Given that I write about issues of anonymous, collective, and pseudonymous authorship, a headline this morning couldn’t help but grab my attention.
“Guessing Who the Anonymous Author of ‘O’ Is” (New York Times, 2011.01.19)
This headline is terrible, and not just in terms of grammar and flow (not to mention catchiness). By terrible, I of course mean that I would rewrite it. Let’s try this.
“Media Freaks Out Over Not Knowing Who Wrote Work Published Anonymously; Writers Overcompensate By Insisting Loudly That They Didn’t Do It” (I have no idea if my capitalization is right. So maybe you can burn me for grammar too!)
The article begins with this great statement that pretty much sums up the attitude of journalists and critics toward a kind of entitlement to making a direct connection between attributed author (here, “Anonymous”) and a single writer or team of writers.
The publisher of “O,” an anonymously written novel about a 2012 presidential campaign, made a brazen request of journalists and other writers in an e-mail on Tuesday: if anyone asks whether you are the author, please decline to comment.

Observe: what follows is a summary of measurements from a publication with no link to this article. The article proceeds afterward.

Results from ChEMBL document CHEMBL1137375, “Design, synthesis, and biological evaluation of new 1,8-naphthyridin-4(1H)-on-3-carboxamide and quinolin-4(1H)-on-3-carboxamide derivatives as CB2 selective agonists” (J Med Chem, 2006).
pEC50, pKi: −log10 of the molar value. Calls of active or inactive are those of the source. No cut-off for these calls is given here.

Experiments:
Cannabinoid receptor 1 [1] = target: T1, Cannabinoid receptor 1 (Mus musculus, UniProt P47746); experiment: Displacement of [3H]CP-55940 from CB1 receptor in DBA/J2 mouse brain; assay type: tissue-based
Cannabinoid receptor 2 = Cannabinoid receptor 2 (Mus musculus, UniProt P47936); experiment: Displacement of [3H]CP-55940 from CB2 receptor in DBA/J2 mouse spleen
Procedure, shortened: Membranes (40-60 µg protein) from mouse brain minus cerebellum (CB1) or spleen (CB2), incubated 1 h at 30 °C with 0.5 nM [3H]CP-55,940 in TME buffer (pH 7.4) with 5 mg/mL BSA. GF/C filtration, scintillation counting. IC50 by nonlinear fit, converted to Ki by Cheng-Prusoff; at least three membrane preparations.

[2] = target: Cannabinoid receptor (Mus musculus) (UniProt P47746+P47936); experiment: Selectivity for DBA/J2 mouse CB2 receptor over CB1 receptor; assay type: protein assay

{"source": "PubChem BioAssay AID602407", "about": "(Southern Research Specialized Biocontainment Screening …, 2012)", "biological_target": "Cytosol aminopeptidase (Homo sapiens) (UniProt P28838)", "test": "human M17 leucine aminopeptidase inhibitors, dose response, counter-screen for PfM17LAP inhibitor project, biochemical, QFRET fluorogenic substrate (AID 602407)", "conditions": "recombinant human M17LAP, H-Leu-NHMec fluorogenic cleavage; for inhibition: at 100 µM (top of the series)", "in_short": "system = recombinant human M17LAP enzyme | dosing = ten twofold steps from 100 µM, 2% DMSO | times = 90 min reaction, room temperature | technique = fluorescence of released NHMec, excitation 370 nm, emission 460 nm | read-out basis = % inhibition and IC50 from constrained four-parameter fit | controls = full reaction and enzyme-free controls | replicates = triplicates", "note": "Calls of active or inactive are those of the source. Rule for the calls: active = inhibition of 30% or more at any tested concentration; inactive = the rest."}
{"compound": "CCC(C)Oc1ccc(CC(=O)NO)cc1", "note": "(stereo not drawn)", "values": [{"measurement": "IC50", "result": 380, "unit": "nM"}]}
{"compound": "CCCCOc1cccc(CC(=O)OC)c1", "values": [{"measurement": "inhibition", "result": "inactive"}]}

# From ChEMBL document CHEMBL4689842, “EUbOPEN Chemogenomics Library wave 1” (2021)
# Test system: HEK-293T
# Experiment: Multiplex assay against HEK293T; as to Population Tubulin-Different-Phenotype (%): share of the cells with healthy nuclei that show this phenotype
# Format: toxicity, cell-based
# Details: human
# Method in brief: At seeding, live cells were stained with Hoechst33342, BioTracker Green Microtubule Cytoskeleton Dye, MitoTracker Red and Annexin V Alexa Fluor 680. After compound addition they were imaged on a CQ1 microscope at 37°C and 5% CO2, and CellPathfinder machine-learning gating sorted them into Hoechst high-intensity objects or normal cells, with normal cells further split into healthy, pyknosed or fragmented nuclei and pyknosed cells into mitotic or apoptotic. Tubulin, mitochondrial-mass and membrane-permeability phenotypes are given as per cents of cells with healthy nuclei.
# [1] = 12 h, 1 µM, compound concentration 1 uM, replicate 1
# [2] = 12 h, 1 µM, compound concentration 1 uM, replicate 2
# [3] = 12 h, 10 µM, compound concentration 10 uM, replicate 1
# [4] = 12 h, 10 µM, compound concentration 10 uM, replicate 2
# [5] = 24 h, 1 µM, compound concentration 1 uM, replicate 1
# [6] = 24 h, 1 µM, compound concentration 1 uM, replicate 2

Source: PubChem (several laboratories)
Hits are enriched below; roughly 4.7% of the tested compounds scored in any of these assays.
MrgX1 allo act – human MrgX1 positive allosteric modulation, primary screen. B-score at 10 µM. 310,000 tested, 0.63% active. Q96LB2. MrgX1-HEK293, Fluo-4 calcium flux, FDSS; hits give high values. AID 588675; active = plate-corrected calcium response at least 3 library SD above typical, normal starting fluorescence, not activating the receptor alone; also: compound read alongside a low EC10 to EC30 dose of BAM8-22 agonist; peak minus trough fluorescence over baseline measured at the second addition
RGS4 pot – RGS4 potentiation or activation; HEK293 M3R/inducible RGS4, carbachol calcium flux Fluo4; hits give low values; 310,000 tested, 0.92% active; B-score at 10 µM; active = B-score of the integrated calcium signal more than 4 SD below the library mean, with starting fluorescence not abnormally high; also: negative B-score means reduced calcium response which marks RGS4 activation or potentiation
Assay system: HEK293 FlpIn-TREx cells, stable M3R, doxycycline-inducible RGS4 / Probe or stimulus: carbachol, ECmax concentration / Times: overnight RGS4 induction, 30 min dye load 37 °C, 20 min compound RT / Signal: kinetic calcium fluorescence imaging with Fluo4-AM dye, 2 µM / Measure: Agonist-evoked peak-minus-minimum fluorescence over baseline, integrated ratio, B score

I couldn’t have made up anything better. It’s brazen! The nerve of that publisher to emphasize the authorial identity of “Anonymous” as complete in itself rather than something that demands to be linked to the private identities of the writer(s). Of course, it’s not just the possibility of “Anonymous” in itself being an author: it’s also the context of past political novels (here, Primary Colors) attributed to that very same author, although here the “Anonymous” is quite different in that it is tied to a completely separate political novel.
I often ask when studying writing in the 1880s and 1890s, what did it mean to read a work that has no writer’s name attached, and one attributed only to Anonymous?